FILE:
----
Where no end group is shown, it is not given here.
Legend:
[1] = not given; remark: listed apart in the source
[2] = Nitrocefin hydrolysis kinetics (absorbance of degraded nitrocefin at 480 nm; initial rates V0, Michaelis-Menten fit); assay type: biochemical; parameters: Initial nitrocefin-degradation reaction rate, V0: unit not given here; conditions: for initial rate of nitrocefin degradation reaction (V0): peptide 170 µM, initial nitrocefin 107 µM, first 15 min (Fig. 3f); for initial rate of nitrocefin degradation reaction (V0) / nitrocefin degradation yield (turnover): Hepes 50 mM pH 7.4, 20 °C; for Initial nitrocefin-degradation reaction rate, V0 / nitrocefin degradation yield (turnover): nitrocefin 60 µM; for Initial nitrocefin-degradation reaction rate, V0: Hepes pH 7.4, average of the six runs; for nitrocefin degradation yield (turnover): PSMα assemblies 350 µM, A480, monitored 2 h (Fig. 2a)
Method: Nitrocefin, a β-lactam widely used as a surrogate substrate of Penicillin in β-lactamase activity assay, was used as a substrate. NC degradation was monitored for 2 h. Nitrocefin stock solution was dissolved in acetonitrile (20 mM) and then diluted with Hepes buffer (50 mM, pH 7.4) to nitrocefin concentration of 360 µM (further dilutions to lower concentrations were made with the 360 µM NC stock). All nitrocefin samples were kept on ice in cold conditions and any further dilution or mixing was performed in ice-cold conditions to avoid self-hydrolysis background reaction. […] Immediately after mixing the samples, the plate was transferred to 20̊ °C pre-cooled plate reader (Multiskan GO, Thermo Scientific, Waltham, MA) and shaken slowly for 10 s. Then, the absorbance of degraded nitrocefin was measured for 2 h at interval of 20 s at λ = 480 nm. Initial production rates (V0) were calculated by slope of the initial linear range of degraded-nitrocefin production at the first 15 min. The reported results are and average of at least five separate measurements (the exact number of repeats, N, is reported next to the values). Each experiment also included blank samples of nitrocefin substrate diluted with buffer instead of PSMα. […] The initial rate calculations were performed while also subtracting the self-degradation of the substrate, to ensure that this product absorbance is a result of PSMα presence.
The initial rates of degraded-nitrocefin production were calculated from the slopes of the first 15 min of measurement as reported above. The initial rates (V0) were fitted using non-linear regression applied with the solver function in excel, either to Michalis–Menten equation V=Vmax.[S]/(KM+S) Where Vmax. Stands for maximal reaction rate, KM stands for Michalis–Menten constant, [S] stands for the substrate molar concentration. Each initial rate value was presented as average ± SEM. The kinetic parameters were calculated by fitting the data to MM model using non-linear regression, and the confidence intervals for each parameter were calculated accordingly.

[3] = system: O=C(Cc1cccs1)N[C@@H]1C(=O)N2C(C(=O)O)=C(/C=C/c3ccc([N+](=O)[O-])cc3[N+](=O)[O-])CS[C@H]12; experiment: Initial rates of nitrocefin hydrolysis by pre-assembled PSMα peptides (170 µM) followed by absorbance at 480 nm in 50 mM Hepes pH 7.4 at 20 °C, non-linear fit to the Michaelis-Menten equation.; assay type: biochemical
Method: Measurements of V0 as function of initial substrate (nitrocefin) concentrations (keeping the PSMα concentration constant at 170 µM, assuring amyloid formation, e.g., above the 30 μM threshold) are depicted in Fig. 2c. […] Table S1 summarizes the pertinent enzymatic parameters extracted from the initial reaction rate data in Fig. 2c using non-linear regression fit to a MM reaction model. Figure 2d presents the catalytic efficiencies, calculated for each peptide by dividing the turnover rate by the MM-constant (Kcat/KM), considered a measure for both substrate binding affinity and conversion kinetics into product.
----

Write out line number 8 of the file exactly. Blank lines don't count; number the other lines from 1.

Method: Measurements of V0 as function of initial substrate (nitrocefin) concentrations (keeping the PSMα concentration constant at 170 µM, assuring amyloid formation, e.g., above the 30 μM threshold) are depicted in Fig. 2c. […] Table S1 summarizes the pertinent enzymatic parameters extracted from the initial reaction rate data in Fig. 2c using non-linear regression fit to a MM reaction model. Figure 2d presents the catalytic efficiencies, calculated for each peptide by dividing the turnover rate by the MM-constant (Kcat/KM), considered a measure for both substrate binding affinity and conversion kinetics into product.